Back to life in chains for Raju the crying elephant?

This article is more than 12 months old

Raju the elephant captured hearts worldwide when he wept after being released from 50 years of captivity.

But now he could potentially go back to misery - after his former owners launched a legal battle to get him back.

Previously forced to work as a begging elephant, Raju's former owners insist he is their "rightful property".

During the time he was held captive, Raju's legs were bound with spiked shackles.

Rescuers took 45 minutes to remove the chains, which left Raju with chronic wounds.

In July, workers from the Wildlife SOS's Elephant Conservation and Care Centre in India rescued him during a midnight operation.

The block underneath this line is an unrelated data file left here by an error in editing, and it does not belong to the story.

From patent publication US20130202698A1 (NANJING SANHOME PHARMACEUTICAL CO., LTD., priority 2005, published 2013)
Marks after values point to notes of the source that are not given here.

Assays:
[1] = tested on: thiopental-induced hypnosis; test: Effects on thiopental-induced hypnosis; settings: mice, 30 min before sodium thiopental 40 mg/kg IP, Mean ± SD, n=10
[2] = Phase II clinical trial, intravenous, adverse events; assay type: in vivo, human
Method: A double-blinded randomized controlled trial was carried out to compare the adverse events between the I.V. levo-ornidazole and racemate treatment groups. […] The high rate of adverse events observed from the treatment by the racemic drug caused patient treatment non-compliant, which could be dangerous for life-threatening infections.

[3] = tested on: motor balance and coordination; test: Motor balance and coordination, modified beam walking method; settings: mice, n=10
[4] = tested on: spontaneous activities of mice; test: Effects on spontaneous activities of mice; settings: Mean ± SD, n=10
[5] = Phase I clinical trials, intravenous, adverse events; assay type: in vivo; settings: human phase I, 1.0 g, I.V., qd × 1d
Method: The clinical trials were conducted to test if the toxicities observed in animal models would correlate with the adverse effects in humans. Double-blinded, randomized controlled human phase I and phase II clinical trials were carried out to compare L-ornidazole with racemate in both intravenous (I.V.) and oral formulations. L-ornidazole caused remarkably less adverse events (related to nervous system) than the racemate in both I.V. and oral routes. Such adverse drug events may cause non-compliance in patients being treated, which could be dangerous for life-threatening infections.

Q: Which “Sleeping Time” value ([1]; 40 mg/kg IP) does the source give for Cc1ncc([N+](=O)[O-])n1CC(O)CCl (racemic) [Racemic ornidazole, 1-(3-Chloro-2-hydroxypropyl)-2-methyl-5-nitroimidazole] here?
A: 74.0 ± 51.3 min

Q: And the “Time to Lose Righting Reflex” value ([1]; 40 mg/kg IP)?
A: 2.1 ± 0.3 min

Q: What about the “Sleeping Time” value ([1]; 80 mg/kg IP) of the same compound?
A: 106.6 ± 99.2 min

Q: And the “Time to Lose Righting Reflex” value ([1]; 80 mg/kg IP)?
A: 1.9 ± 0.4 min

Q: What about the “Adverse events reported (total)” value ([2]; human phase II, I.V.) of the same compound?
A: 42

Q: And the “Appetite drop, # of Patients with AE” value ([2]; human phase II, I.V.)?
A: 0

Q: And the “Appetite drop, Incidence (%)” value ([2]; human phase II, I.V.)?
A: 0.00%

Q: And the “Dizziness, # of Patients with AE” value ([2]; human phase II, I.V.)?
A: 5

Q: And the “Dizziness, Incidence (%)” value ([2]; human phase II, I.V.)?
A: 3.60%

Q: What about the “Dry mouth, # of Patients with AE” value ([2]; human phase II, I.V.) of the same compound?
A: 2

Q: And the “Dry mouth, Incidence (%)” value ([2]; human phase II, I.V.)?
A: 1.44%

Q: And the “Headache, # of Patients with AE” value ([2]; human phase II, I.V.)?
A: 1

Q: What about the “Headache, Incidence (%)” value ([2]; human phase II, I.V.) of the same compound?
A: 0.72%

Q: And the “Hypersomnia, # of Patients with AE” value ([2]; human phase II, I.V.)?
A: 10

Raju then joined five female elephants.

The charity's founder Kartick Satyanarayan, who led the rescue operation, said: "We are devastated that after all he's been through, we're still having to fight for (his) freedom. His owner is arguing that Raju is his property, which must be returned to him for his use.

"We are hoping the courts will see sense that this can never happen as Raju was treated with appalling cruelty and torture in his hands in the first place and the man claiming ownership of Raju has no legal grounds to claim him back under Indian law."

The courts will decide Raju's fate at a hearing in Allahabad on Sep 4.

Rescuers have started a Raju Legal fund to fight such legal battles.

Mr Satyanarayan added: "'We want this case to set a precedent across India to change the way elephants are treated and abusers are punished and justice prevails for these magnificent creatures that suffer in silence."

Sources: Mail Online, Huffington Post